PM hopeful fights ‘son of Hitler’

The battle raging inside the SPD is more fascinating than the battle raging within the CDU. The Peasants’ Party made a remarkable recovery in the last election. It now has 40 seats in the Bundestag. Its credibility and beliefs are regarded as relevant and heartfelt. This year it will put forward a new batch of candidates for parliament. The SPD is widely tipped to get half its parliamentary members elected on the social platform. It will be tempted to repeat the same formula as in the 1977 election. For a former CDU member, it would be a serious matter of revenge to defeat Schröder.

It was popular with the SPD electorate to believe that Schröder would implement a ‘new economic order’ that would promote the interests of European workers. Even in Germany’s industrial state, Schöder’s policies appear very confused. Many economists predict that without a reduction in the artificially high interest rates, output and employment will continue to suffer. Even if total unemployment is reduced, the Bundesbank under Goering is determined to uphold full employment. Even conservative economists have come to see that a policy of expansionary fiscal policy is more likely to lead to additional employment.

Popular opinion is almost unanimous in demanding more German money, but it is hard to see that, with North Sea oil being pumped out of the ground, the nation will be entering a period of increased income. A German doctor, in an article in one of the state-controlled newspapers, pointed out that, when calculating population and working-age population growth of a population such as that of Germany, the ‘factoring out’ of fertility provides a greater share of the work force to be based on the younger generation.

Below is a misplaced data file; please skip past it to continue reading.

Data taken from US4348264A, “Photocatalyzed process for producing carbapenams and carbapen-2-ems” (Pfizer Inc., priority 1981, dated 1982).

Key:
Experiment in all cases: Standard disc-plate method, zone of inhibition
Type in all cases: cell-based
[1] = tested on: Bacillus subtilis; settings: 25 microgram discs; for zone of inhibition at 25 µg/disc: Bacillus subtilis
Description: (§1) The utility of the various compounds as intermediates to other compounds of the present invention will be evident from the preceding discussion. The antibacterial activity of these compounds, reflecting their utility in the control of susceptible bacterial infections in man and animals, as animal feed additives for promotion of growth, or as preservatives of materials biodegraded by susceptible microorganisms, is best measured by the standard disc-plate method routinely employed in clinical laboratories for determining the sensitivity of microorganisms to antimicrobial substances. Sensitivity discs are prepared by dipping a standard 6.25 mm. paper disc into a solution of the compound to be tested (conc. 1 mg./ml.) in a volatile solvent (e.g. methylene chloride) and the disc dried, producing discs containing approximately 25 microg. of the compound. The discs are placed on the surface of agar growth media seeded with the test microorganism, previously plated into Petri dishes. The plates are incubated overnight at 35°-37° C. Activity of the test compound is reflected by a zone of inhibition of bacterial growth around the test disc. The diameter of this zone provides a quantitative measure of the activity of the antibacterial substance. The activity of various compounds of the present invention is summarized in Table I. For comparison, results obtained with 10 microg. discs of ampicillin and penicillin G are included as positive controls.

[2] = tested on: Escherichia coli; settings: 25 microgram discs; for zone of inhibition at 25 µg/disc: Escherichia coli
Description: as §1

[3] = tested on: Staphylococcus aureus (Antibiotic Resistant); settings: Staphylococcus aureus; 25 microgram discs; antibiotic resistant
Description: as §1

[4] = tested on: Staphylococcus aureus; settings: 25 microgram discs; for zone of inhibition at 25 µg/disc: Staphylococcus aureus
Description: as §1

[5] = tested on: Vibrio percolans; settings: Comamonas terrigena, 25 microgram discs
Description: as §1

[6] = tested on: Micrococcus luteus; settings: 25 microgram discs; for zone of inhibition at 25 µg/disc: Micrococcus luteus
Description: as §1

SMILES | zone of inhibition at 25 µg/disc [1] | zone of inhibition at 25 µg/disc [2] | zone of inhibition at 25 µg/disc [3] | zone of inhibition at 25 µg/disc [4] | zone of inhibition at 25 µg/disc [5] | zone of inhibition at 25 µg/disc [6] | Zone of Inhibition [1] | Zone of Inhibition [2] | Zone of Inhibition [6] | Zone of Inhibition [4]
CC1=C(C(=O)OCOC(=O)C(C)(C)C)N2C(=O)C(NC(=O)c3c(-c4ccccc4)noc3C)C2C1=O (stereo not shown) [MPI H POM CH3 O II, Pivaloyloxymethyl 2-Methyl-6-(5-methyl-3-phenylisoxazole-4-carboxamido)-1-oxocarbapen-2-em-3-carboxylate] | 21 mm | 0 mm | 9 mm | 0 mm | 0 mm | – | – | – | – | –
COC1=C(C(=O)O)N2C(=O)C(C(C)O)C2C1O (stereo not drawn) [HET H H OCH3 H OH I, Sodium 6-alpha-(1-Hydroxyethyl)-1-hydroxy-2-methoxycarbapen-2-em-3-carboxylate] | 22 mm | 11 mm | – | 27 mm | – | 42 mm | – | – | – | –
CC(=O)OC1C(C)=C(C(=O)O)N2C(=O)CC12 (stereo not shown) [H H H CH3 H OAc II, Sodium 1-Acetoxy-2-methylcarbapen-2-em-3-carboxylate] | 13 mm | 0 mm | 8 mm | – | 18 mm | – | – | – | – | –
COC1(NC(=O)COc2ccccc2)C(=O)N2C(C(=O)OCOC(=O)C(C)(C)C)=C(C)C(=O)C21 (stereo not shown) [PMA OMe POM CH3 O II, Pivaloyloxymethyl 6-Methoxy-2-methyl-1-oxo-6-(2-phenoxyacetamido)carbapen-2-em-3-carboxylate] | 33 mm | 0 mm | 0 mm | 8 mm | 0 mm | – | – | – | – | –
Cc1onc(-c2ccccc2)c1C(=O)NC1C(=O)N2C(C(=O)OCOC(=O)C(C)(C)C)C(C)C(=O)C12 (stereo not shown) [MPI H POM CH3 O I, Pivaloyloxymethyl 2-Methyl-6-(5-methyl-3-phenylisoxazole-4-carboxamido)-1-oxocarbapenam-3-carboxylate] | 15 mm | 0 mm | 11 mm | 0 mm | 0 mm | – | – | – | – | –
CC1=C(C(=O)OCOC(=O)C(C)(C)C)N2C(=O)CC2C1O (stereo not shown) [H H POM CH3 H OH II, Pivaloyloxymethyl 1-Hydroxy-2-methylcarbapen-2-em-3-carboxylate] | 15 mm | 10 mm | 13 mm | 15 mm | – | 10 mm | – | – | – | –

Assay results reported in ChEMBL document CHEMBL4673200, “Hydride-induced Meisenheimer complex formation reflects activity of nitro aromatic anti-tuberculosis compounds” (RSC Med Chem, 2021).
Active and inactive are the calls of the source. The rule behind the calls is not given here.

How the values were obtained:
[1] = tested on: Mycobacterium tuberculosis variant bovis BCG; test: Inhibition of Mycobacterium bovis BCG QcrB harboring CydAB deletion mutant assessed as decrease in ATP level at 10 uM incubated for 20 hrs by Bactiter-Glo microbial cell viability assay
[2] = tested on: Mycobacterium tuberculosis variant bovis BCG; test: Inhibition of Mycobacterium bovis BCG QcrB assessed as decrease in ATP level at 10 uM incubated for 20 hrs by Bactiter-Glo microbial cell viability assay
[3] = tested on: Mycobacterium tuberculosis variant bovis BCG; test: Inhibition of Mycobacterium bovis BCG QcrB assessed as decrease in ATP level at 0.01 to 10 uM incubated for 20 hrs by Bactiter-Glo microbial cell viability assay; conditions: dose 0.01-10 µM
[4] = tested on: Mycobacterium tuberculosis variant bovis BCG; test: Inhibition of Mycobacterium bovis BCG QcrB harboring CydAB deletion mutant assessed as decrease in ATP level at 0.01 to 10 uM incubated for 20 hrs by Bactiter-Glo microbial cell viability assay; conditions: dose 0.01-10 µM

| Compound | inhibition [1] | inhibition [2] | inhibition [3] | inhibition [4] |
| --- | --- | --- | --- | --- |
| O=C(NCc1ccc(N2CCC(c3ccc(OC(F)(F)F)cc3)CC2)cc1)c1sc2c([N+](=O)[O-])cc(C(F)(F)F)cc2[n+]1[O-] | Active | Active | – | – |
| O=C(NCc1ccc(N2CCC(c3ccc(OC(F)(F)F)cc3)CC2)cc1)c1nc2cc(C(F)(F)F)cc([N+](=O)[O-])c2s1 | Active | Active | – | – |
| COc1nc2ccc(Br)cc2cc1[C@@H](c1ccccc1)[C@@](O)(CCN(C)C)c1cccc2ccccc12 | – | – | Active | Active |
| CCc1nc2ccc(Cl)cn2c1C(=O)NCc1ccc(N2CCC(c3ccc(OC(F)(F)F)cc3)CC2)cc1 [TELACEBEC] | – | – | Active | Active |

These are uncomfortable facts for the SPD and for the CDU. Robert Lindblom is not widely known outside Germany, and only a few SPD MPs are likely to register his views. However, more recently he has come to prominence. He publishes a newsletter of his own. It is filled with detailed information, and Lindblom seems to be attempting to channel anti-American moods. In a pamphlet distributed last autumn he wrote that Hitler ‘built his statue of liberty by provoking war’. This does not tell the whole story. Hitler’s labour policies and repressions may have made it difficult for the German people to believe their leaders, but Lindblom is not suggesting this. He wants ‘generation after generation of unemployed workers’ to continue to create ‘huge numbers of new Hitler statues’.

This comes as a surprise to almost all the present CDU members, who know that Germany is by no means experiencing social peace. That, of course, is what an American voter in the US or UK would say. But they do not say it, or dare to say it. Lindblom has drawn attention to what a majority of Germans are experiencing, and no one in Germany is happy about that. He is describing an extraordinarily large majority of people in a nation that is not so much going to war with the US as it is to drown itself in war propaganda and hysterical ‘war fatigue’.


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